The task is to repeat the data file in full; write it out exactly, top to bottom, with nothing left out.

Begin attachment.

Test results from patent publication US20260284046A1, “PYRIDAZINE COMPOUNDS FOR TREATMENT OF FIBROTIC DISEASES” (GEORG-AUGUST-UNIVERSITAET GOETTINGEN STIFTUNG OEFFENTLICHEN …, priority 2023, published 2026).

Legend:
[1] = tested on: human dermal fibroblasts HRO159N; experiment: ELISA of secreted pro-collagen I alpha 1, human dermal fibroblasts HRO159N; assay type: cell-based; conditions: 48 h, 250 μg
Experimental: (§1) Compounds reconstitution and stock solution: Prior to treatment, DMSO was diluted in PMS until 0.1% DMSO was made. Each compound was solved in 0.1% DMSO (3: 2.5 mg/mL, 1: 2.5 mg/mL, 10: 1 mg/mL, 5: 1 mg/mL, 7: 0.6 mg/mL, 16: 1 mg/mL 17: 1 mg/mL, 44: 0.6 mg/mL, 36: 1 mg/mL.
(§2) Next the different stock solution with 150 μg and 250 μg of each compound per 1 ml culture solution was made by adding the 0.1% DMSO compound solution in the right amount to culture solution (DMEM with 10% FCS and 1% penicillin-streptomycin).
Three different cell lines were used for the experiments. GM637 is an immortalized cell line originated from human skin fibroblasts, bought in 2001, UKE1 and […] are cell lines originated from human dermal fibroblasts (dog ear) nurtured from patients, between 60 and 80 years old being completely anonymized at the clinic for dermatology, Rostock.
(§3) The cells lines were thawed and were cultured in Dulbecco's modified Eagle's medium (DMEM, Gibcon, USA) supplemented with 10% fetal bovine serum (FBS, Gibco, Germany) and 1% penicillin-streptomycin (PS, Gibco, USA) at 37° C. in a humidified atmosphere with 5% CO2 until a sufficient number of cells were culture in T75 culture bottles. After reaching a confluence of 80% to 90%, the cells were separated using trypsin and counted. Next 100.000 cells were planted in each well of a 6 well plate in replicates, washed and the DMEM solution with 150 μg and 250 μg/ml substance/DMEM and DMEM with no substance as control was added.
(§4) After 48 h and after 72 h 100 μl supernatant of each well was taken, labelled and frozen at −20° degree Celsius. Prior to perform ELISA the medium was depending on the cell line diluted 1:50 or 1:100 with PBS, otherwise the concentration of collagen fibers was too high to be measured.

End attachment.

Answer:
Test results from patent publication US20260284046A1, “PYRIDAZINE COMPOUNDS FOR TREATMENT OF FIBROTIC DISEASES” (GEORG-AUGUST-UNIVERSITAET GOETTINGEN STIFTUNG OEFFENTLICHEN …, priority 2023, published 2026).

Legend:
[1] = tested on: human dermal fibroblasts HRO159N; experiment: ELISA of secreted pro-collagen I alpha 1, human dermal fibroblasts HRO159N; assay type: cell-based; conditions: 48 h, 250 μg
Experimental: (§1) Compounds reconstitution and stock solution: Prior to treatment, DMSO was diluted in PMS until 0.1% DMSO was made. Each compound was solved in 0.1% DMSO (3: 2.5 mg/mL, 1: 2.5 mg/mL, 10: 1 mg/mL, 5: 1 mg/mL, 7: 0.6 mg/mL, 16: 1 mg/mL 17: 1 mg/mL, 44: 0.6 mg/mL, 36: 1 mg/mL.
(§2) Next the different stock solution with 150 μg and 250 μg of each compound per 1 ml culture solution was made by adding the 0.1% DMSO compound solution in the right amount to culture solution (DMEM with 10% FCS and 1% penicillin-streptomycin).
Three different cell lines were used for the experiments. GM637 is an immortalized cell line originated from human skin fibroblasts, bought in 2001, UKE1 and […] are cell lines originated from human dermal fibroblasts (dog ear) nurtured from patients, between 60 and 80 years old being completely anonymized at the clinic for dermatology, Rostock.
(§3) The cells lines were thawed and were cultured in Dulbecco's modified Eagle's medium (DMEM, Gibcon, USA) supplemented with 10% fetal bovine serum (FBS, Gibco, Germany) and 1% penicillin-streptomycin (PS, Gibco, USA) at 37° C. in a humidified atmosphere with 5% CO2 until a sufficient number of cells were culture in T75 culture bottles. After reaching a confluence of 80% to 90%, the cells were separated using trypsin and counted. Next 100.000 cells were planted in each well of a 6 well plate in replicates, washed and the DMEM solution with 150 μg and 250 μg/ml substance/DMEM and DMEM with no substance as control was added.
(§4) After 48 h and after 72 h 100 μl supernatant of each well was taken, labelled and frozen at −20° degree Celsius. Prior to perform ELISA the medium was depending on the cell line diluted 1:50 or 1:100 with PBS, otherwise the concentration of collagen fibers was too high to be measured.